Futur du Centre Nord-Sud
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Speech by Gabriella Battaini-Dragoni, Deputy Secretary General of the Council of Europe, on the future of the North-South Centre
2012 has been a challenging year for the European Centre for Global Interdependence and Solidarity (North-South Centre)?
An evaluation of the Centre's current activities was carried out last spring and summer upon a request from its Executive Committee. The report confirmed the added value and relevance of the Centre's activities, but also found that some clear strategic choices had to be made about its future undertakings.
This year, five Council of Europe member States have decided to withdraw from the Centre, with effect from 1 January 2013. This brings the number of member States below the threshold required for partial agreements of the Council of Europe and puts the Centre in a situation of institutional instability. What is more, it leads to a lack of critical political and financial mass.
The Centre's Executive Committee therefore proposed to the Committee of Ministers to hold a strategic reflection on the future of the Centre within the framework of an ad hoc working party set up by the Committee of Ministers. This working party was set up yesterday with a view to making proposals for the future of the Centre and to consider the question of the required minimum number of participants, by 31 May 2013.
The working party is open to the member States of the North-South Centre, to all member States of Council of Europe, to the European Union and to observer States, as well as to the North-South Centre quadrilogue partners: the Parliamentary Assembly, European Parliament, Congress of Local and Regional Authorities of the Council of Europe, the EU Committee of Regions, and the INGO Conference.
In yesterday's discussions in the Committee of Ministers, the Deputies underlined the need for an enhanced focus of the North-South Centre. Its role in the neighbourhood, in particular in the South Mediterranean, was also emphasized. However, some member States which are not members of the Centre made the point that they would like to be able to take part in all aspects of the Organisation's Neighbourhood Policy.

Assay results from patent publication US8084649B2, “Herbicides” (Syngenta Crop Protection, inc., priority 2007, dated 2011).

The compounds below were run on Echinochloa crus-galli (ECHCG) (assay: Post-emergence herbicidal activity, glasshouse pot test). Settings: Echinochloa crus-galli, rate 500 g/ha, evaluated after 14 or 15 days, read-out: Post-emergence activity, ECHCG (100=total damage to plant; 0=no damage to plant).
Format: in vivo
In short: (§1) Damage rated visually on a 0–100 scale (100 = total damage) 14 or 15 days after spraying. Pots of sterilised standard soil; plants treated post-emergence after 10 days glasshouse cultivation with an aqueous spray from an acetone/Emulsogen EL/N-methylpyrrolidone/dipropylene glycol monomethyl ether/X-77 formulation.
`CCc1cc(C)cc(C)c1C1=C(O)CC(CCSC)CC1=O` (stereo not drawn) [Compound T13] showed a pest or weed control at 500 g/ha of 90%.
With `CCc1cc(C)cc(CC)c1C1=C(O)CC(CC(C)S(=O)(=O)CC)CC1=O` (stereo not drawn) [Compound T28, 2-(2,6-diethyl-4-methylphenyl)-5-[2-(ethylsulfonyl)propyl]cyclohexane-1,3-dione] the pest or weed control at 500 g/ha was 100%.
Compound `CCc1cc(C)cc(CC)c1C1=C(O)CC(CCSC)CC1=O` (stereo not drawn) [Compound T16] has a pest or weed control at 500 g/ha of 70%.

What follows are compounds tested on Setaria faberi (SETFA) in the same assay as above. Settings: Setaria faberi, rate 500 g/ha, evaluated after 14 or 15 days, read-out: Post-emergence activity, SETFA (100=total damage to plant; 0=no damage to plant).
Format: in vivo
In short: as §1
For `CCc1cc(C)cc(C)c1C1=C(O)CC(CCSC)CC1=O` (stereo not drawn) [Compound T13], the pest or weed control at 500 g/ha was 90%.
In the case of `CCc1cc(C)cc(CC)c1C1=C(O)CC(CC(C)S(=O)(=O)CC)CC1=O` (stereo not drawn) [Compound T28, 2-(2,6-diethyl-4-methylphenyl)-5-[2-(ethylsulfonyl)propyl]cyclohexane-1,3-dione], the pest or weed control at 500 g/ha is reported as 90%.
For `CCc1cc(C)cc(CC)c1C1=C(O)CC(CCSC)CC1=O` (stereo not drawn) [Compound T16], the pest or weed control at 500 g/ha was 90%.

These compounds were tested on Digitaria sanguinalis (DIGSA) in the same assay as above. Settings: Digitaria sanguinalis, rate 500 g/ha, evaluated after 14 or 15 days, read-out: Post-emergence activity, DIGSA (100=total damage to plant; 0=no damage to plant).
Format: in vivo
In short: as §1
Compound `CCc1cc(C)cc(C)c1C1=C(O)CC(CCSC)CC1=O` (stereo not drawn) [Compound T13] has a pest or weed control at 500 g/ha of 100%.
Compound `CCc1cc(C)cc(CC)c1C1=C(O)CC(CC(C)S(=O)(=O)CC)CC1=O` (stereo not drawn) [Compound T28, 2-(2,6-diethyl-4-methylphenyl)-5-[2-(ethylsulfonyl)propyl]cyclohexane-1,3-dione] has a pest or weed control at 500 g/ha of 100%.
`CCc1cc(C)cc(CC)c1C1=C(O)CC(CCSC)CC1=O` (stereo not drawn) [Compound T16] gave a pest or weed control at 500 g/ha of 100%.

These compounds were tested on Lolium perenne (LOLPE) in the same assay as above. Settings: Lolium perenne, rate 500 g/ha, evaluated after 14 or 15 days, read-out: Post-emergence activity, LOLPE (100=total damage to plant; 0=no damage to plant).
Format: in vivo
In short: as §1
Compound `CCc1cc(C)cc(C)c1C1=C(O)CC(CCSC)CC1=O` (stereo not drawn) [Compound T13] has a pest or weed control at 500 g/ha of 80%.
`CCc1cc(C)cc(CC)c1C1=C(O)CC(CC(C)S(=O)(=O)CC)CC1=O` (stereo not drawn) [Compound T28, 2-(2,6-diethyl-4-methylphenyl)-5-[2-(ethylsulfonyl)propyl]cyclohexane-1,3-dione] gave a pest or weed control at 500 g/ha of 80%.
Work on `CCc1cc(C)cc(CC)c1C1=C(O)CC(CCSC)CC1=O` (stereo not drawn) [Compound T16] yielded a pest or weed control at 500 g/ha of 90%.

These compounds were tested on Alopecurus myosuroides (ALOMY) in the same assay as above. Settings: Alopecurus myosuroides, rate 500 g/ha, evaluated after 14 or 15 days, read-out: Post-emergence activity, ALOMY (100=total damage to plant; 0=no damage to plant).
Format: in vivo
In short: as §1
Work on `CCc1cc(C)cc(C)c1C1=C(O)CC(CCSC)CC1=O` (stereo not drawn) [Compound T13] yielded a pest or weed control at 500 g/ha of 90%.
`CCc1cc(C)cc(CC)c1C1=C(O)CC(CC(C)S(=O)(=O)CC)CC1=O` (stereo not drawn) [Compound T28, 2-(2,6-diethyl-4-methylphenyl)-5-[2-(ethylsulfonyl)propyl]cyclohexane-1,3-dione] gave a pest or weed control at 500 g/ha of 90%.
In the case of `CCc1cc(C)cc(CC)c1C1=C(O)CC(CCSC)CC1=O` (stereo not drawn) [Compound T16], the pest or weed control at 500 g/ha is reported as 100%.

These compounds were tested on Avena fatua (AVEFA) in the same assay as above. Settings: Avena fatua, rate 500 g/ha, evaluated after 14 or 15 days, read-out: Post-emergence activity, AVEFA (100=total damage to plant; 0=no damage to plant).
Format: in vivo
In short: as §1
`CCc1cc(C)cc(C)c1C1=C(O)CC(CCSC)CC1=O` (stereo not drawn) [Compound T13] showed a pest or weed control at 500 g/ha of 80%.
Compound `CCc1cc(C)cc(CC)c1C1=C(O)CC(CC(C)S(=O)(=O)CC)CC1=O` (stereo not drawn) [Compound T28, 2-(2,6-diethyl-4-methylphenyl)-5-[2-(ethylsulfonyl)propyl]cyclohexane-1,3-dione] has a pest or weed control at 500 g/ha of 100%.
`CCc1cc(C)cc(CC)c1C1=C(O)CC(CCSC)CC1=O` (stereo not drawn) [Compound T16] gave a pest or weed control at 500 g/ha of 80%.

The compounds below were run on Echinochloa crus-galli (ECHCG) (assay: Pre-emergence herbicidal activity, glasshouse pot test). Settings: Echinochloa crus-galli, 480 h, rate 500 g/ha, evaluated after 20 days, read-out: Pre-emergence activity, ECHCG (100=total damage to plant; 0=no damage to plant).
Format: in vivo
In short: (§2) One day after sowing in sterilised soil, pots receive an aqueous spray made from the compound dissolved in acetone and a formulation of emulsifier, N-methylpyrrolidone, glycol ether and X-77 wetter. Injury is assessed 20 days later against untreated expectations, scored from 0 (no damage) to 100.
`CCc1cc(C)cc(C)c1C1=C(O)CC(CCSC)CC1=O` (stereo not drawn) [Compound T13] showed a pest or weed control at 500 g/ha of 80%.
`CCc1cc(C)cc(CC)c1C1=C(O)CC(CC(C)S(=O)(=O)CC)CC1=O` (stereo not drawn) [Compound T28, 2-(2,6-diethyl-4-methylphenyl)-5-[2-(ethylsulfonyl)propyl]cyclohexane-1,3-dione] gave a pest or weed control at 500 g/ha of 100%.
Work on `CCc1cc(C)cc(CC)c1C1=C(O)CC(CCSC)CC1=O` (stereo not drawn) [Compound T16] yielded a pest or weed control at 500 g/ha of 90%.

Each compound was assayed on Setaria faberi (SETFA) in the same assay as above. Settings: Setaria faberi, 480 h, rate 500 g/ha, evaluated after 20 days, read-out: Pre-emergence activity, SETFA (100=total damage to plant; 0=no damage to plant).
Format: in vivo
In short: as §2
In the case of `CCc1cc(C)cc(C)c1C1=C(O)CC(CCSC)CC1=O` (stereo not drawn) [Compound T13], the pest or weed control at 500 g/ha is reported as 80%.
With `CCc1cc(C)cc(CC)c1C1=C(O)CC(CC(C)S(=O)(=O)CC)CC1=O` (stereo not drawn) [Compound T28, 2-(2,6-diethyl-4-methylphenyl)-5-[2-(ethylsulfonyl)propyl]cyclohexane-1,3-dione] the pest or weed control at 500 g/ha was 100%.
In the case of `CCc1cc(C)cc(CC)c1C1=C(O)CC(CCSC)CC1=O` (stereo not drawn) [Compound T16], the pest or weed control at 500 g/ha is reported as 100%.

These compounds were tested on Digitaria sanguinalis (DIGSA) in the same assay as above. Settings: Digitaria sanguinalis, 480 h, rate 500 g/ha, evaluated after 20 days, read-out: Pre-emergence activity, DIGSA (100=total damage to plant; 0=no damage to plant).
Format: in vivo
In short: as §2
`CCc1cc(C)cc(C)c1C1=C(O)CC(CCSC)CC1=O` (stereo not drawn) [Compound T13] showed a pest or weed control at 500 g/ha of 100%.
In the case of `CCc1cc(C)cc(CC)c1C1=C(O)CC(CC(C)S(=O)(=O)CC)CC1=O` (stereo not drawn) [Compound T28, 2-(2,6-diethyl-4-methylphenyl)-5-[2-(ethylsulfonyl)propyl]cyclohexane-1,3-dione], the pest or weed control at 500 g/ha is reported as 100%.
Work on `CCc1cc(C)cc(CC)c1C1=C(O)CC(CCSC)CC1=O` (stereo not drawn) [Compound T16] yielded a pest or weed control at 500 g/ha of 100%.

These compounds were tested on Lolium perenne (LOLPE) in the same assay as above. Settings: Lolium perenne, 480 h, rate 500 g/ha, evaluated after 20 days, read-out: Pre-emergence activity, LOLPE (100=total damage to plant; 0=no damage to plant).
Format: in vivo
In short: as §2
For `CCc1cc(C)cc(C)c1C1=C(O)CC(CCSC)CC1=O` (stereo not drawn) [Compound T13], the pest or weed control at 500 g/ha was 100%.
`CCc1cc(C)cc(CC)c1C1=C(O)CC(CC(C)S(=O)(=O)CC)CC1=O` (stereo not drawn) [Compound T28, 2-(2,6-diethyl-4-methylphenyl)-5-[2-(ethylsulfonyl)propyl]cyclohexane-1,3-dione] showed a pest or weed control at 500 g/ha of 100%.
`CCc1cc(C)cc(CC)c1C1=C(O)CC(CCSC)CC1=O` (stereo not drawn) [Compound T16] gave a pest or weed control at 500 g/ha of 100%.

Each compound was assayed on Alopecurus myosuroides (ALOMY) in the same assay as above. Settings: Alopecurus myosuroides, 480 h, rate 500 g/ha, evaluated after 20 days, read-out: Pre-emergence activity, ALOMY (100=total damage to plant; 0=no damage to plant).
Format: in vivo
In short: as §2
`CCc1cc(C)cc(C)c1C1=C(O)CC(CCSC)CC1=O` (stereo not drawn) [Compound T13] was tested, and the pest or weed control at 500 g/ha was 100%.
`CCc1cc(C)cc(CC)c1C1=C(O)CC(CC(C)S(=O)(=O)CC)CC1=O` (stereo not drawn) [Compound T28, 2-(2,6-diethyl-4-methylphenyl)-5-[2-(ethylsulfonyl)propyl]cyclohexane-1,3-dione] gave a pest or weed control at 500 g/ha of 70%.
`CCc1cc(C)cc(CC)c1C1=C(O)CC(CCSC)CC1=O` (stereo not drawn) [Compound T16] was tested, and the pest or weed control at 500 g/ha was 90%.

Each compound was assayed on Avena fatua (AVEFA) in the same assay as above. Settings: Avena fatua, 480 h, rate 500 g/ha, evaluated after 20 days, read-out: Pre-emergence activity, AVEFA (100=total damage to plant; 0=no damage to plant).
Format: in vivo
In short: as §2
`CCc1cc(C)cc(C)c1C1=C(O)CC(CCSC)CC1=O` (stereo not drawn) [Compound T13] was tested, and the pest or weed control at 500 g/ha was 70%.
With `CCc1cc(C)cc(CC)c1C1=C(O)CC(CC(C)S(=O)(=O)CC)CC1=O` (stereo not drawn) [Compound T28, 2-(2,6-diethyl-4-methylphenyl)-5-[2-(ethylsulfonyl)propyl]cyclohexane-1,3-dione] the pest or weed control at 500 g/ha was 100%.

In response to the evaluation report's call for a refocusing of the Centre's activities, the Secretary General has made a concrete and constructive proposal which will now be used for the working party's strategic reflection on the future of the Centre.
What are the areas of added value of the North-South Centre? How do we refocus its activities to enhance their impact?
Let me start with the Arab Spring, which opened new opportunities for the Centre. The motivation and the message of this revolution were clear: the populations of our neighbourhood in the Southern Mediterranean demanded the universal values of democracy, human rights, social justice and the rule of law.
In response to this demand, the Secretary General launched a new policy towards our neighbouring regions as one of the main priorities of the Council of Europe. This is a policy of genuine co-operation and assistance, not interference. We aim to achieve three main objectives:
• to facilitate democratic political transition, notably through the constitutional process, electoral legislation, organisation and observation of elections;
• to help to promote good governance within countries in the Council of Europe neighbourhood on the basis of the relevant Council of Europe standards, mechanisms and instruments, in areas such as the independence and functioning of the judiciary, fight against corruption, money laundering, and others;
• and to reinforce and enlarge the Council of Europe regional action in combating trans-border and global threats such as trafficking in human beings, cybercrime, organised crime, and terrorism.